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Discussion Starter #1
Hey guys...

Long time no post. My '72 was rear-ended on I-5 November 20, 2008. It's been in and out of the shop since then for repairs...it's been a LONGGGG ugly road! :(
...and no, I still don't have it back.

In the mean time, I threw a motor in the old pickup so I have something to drive. I have a problem, though! I've burned up three ignition modules (HEI) in the last 30 miles!!!

The first HEI distributor was a new pro-comp! JUNK!
I figured that was the problem, so after the first module burnt out I installed a NEW Accel "performance replacement" distributor along with the Accel performance coil and module...that lasted 30 mintes.

Module #3 lasted 25 miles and an hour of idling and tuning.

YES, I remembered the special grease on the module--this isn't my first rodeo!
The coil is getting a full 12 volts, even while cranking.
When the motor runs, it purrs like a kitten (GM goodwrench crate350 with 3,500miles on it).

I'm wondering if this is a grounding issue...???
I have a ground strap (1/4" wide) and a #4gauge wire grounding the motor to the frame, and several opthers from body to frame...#4 ga to the negative terminal on the battery.
Is this enough?

And ideas? Advice? Knowledge? Wisdom? Stabs in the dark? Anything?

I was broke before the accident, now I'm even more broke...and broken down!!!...and I can't afford to keep buying modules! HELP!!!
 

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Try a msd6a box and ditch the module, mine ran trouble free like that for 14 years with lots of daily driving.
 

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1974 Nova, 1977 Nova
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Hi Bscman,

My first thought was a bad coil that's shorting out after it heats up. But I see that you replaced the coil along with the 2nd distributor/module.

Stock HEI distributors have a metal ground strap that hooks under one of the 4 coil mounting screws. It connects to the middle terminal of the 3-wire plug that connects the body of the distributor to the in-cap coil. Check to make sure your distributor has that ground strap. And that the black wire hooking to it is grounded inside the distributor body. Without the body of the coil grounded there could be some stray voltage that's burning out your modules.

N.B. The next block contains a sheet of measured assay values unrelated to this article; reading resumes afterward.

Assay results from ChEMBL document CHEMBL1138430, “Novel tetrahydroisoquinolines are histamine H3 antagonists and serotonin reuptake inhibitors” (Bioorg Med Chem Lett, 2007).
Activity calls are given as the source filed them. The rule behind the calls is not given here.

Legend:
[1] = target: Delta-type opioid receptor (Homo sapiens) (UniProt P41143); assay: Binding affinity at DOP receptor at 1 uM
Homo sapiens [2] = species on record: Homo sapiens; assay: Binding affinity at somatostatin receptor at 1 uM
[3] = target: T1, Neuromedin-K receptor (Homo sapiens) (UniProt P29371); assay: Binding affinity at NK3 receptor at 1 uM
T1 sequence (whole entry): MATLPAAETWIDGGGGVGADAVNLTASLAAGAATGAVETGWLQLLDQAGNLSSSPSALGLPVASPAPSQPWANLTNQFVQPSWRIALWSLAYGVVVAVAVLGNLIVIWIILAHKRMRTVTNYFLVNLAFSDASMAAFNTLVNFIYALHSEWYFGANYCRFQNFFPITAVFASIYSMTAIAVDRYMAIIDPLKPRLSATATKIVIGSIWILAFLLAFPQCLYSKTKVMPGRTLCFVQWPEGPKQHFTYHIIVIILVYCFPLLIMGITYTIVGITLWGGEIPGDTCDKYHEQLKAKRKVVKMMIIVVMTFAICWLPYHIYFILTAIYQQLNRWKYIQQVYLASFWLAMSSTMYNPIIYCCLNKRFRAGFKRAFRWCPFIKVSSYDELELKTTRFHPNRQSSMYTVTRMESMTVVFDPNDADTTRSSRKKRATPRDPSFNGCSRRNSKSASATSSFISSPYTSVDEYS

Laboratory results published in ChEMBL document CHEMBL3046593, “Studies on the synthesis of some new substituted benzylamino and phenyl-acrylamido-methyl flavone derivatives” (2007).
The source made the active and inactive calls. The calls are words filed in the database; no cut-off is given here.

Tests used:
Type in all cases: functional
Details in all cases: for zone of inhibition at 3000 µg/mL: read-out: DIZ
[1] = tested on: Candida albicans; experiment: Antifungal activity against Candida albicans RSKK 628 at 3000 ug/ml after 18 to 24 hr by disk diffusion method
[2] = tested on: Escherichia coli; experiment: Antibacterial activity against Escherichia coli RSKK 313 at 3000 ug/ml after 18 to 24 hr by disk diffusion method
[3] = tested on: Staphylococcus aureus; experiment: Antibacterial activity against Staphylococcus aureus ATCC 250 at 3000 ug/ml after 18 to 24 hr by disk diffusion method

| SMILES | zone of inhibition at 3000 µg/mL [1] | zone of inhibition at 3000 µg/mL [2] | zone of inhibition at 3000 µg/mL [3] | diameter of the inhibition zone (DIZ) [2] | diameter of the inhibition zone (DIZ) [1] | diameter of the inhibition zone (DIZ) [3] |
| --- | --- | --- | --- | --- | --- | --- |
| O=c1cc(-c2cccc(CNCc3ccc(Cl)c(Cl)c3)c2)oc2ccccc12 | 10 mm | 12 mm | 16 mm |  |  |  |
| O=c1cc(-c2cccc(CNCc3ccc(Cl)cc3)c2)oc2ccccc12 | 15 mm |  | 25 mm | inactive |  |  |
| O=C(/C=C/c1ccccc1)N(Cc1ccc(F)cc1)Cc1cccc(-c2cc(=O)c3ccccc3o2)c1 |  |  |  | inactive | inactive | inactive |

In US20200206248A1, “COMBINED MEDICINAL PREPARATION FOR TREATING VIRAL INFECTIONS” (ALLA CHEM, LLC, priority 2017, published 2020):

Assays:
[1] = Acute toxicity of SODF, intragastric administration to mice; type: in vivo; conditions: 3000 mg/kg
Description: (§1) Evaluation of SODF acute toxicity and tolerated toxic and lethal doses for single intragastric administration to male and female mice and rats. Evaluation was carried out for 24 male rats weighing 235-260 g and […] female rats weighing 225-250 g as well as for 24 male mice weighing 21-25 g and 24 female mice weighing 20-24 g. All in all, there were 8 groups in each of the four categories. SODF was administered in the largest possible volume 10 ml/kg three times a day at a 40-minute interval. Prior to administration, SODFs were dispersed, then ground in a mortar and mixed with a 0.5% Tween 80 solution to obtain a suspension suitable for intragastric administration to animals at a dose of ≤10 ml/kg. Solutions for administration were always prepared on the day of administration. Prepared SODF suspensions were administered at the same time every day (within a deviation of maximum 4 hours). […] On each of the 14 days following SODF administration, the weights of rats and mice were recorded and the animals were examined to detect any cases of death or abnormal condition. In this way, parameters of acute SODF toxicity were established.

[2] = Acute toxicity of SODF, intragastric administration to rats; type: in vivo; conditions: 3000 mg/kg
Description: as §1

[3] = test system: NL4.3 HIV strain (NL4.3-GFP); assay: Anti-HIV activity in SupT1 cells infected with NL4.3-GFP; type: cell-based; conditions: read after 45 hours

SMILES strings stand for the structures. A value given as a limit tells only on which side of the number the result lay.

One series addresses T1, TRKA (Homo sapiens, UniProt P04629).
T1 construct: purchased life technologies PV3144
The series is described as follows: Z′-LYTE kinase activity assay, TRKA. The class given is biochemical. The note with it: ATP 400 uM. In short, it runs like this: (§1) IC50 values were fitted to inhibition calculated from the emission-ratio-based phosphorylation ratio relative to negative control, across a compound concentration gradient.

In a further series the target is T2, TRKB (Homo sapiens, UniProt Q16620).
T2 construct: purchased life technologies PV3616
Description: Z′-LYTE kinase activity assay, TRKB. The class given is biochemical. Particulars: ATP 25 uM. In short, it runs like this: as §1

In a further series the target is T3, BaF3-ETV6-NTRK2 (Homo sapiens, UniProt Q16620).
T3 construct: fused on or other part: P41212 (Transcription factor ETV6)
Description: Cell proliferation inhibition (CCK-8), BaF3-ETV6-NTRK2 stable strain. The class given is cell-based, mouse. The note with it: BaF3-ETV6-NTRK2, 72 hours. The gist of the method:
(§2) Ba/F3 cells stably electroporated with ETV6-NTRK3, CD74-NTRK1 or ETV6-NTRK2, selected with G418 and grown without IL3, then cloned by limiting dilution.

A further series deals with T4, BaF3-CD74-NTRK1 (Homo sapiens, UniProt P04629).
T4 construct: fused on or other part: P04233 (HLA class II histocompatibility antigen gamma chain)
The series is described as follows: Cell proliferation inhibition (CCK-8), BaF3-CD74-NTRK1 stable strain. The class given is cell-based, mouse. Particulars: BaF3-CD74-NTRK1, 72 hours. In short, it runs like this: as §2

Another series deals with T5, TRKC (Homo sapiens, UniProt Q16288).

Also, what type of alternator/charging system is in the truck? I've heard that some aftermarket/replacement HEI modules don't have very good over-voltage protection and can be damaged by voltage spikes produced by the old style mechanical external voltage regulators. Solid state electronic voltage regulators are available that'll plug right in place of the old mechanical ones.
 

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Discussion Starter #4
Yes, I've tried two different coils...both known to be good.

The metal ground strap IS in place, and all the wiring is in good condition and positively attached (again, new).

The truck has the complete "gm serpentine conversion kit" installed...which is the same as the early/mid 90's full size GM cars and trucks. I'd guess you've probably seen the kit from GM performance parts or summit/jegs.
The alternator is internally regulated.

The modules that have burnt up wereas follows: the factory pro-comp module, a neihoff replacement from schucks (cheap), and an accel performance module.

I re-wired the 12v source to the distributor from another source "just in case." I also added another ground strap from the engine to the frame.

I started and ran the truck 4 times today...I put on about 15 miles with no issues--but I'm still lacking trust in it's reliability.

Thanks so far for the responses!
 

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I re-wired the 12v source to the distributor from another source "just in case." I also added another ground strap from the engine to the frame.

I started and ran the truck 4 times today...I put on about 15 miles with no issues--but I'm still lacking trust in it's reliability.

Thanks so far for the responses!
I believe this to be your fix.

If your truck is pre-1975
The ignition wire (IE: power) is a resistor wire only suppling 9v, and in some cases the HEI will short this wire. The wire needs to be replaced from firewall to dist.

Al
 
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